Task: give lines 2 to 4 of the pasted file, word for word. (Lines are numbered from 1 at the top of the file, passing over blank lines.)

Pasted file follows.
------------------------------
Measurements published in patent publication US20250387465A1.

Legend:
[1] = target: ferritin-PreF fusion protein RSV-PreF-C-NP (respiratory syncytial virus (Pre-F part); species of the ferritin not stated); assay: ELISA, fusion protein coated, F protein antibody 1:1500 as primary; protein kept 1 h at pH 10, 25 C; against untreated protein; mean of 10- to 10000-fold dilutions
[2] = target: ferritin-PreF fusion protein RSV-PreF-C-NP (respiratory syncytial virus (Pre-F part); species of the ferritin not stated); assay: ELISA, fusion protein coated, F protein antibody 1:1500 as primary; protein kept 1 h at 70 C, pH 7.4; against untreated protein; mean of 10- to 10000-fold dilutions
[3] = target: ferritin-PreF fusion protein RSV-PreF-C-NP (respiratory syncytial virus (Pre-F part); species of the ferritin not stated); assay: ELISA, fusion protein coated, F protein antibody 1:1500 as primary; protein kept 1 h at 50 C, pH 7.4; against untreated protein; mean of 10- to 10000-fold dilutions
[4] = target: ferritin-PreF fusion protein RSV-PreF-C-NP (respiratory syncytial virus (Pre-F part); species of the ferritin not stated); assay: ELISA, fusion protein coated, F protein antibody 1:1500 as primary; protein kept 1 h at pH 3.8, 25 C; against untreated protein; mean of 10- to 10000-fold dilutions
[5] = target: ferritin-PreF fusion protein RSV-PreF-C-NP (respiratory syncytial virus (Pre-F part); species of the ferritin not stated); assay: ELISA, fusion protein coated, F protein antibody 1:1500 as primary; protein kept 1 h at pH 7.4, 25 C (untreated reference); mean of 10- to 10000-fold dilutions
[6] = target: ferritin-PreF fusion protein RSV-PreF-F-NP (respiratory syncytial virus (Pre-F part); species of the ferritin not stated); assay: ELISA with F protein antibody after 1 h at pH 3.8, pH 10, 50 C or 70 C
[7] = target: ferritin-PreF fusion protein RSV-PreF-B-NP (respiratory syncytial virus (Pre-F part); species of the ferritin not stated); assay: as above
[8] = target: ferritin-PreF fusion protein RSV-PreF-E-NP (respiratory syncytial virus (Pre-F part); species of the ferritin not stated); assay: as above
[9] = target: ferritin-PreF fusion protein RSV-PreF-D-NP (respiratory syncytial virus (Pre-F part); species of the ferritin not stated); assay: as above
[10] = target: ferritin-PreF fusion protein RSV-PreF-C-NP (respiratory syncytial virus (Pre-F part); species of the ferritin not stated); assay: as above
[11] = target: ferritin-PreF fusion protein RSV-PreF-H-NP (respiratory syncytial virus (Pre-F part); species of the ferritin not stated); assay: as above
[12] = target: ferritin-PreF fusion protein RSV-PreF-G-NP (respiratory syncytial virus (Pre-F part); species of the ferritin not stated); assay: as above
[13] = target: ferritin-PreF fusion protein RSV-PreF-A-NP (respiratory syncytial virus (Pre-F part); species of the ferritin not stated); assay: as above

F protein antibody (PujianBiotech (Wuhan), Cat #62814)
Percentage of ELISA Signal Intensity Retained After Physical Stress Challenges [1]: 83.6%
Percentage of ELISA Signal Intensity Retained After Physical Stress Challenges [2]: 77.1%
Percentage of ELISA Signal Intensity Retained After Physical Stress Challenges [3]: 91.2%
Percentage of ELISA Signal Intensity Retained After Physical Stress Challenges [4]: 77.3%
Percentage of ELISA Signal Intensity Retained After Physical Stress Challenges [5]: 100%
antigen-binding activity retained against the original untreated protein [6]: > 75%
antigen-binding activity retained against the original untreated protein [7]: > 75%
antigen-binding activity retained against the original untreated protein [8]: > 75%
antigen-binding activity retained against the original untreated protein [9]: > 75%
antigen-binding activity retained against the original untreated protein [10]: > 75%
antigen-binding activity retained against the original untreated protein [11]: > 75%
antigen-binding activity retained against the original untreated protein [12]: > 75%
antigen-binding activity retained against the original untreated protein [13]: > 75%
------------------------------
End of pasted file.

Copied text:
Legend:
[1] = target: ferritin-PreF fusion protein RSV-PreF-C-NP (respiratory syncytial virus (Pre-F part); species of the ferritin not stated); assay: ELISA, fusion protein coated, F protein antibody 1:1500 as primary; protein kept 1 h at pH 10, 25 C; against untreated protein; mean of 10- to 10000-fold dilutions
[2] = target: ferritin-PreF fusion protein RSV-PreF-C-NP (respiratory syncytial virus (Pre-F part); species of the ferritin not stated); assay: ELISA, fusion protein coated, F protein antibody 1:1500 as primary; protein kept 1 h at 70 C, pH 7.4; against untreated protein; mean of 10- to 10000-fold dilutions